Israel envoy to UAE warns of ‘Kristallnacht’ moment
Israel’s ambassador to the UAE warned on Wednesday of a “Kristallnacht moment”, with anti-Semitism on the rise, at a Holocaust memorial exhibition billed as a first for the Middle East.
srael’s ambassador to the UAE warned on Wednesday of a “Kristallnacht moment”, with anti-Semitism on the rise, at a Holocaust memorial exhibition billed as a first for the Middle East.
Eitan Naeh, installed as envoy to the United Arab Emirates after the two countries struck a historic normalisation deal last year, said it was “remarkable” that the exhibition was being held in the Arab world.
“Who would have dreamt 70 or 80 years ago that an Israeli ambassador and a German ambassador would sit here together, in an Arab country, visiting a Holocaust remembrance exhibition,” he said.
But Naeh sounded alarm over anti-Jewish attacks that have erupted in the wake of recent hostilities between Israel and Hamas, the Palestinian Islamist movement that controls the Gaza Strip.
World leaders, including US President Joe Biden and Germany’s Angela Merkel, have condemned acts of aggression that followed the deadly violence which broke out this month.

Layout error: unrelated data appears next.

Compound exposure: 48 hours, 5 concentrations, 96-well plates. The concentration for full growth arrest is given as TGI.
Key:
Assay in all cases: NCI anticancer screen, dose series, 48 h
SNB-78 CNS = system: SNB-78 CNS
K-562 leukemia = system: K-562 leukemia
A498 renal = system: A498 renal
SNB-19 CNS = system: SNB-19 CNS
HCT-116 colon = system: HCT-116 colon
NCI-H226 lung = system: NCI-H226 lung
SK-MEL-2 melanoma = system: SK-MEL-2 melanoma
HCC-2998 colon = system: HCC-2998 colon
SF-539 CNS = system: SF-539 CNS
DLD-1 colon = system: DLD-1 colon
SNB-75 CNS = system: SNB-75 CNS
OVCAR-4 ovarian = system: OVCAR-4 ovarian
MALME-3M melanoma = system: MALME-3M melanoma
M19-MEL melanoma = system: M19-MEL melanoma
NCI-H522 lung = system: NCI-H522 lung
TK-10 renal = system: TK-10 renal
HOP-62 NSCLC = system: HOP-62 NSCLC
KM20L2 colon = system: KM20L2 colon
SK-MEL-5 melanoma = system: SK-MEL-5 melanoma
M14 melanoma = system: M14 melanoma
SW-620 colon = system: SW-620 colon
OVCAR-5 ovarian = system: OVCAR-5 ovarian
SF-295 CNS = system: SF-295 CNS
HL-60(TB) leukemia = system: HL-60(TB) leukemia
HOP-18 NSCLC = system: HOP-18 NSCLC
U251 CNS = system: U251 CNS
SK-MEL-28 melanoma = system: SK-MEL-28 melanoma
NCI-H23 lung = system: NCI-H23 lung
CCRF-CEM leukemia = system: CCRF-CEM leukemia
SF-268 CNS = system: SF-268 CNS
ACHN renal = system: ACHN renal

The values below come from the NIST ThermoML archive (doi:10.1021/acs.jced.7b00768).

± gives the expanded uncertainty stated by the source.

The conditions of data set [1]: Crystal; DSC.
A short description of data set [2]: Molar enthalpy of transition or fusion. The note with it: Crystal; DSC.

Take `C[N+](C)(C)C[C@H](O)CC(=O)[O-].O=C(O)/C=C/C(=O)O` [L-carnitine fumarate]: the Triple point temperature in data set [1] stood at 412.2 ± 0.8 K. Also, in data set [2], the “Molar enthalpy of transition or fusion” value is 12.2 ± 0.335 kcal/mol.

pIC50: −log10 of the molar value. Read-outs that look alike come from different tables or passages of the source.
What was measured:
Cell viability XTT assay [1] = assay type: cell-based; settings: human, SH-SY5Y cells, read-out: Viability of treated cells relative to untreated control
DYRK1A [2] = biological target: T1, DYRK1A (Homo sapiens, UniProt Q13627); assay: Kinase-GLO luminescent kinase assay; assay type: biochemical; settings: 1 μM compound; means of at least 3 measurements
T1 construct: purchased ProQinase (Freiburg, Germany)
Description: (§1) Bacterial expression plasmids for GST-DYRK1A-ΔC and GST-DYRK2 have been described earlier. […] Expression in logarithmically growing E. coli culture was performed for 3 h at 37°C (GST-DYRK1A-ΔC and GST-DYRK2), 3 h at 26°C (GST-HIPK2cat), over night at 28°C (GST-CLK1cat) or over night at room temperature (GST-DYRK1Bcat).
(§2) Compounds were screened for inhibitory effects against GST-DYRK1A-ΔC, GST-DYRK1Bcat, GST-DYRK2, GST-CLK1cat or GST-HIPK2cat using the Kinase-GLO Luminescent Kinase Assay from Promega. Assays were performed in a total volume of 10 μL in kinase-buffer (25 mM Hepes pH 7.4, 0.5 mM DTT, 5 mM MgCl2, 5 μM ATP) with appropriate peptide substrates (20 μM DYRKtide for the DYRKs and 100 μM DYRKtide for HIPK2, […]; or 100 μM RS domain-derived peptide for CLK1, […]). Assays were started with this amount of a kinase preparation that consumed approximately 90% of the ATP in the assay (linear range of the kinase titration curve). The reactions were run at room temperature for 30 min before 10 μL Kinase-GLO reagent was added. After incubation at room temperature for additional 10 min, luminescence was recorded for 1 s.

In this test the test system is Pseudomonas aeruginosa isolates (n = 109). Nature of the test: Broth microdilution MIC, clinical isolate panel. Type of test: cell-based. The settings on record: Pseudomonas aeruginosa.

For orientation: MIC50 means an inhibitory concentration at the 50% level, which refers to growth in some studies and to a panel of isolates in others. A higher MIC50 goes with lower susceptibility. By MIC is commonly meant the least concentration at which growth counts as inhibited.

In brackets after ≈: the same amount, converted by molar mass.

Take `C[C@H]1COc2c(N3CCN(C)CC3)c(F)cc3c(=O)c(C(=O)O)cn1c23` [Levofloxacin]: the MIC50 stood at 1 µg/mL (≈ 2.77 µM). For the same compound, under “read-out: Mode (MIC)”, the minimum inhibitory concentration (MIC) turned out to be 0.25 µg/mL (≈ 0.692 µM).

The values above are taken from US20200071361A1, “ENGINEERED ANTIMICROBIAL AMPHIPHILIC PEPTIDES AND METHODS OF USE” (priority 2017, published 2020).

“After Gaza, where we are? We are in the Kristallnacht moment where synagogues are attacked, Jews are violently attacked again on the streets of Europe,” the Israeli envoy said.
Kristallnacht refers to the 1938 torching and ransacking of synagogues and Jewish-owned businesses across Germany by Nazi mobs.
“We see the ugly face of anti-Semitism rising again in the streets of Europe and elsewhere and then we come here, to an Arab country… and we come to a Holocaust exhibition,” he said, praising openness and tolerance in the UAE.
The exhibition, held at the private Crossroads of Civilisations Museum in Dubai, included stories of Arabs and Muslims who protected Jews during the Holocaust and saved them from death at the hands of the Nazis.
The Abraham Accords — signed with Israel by the UAE, Bahrain, Sudan and Morocco last year — were condemned as treasonous by Palestinian leaders who feared they undercut their demands for a state.
After the crisis in Gaza erupted, Israel’s new Arab partners were forced to change course and issue critical rhetoric, putting strain on the agreements that were billed as a game-changer for Middle East peace prospects.
However, Naeh shrugged off the statements.
“I don’t think they were strongly worded. I think at least to our ears the UAE has called for the cessation of killing on both sides,” he said.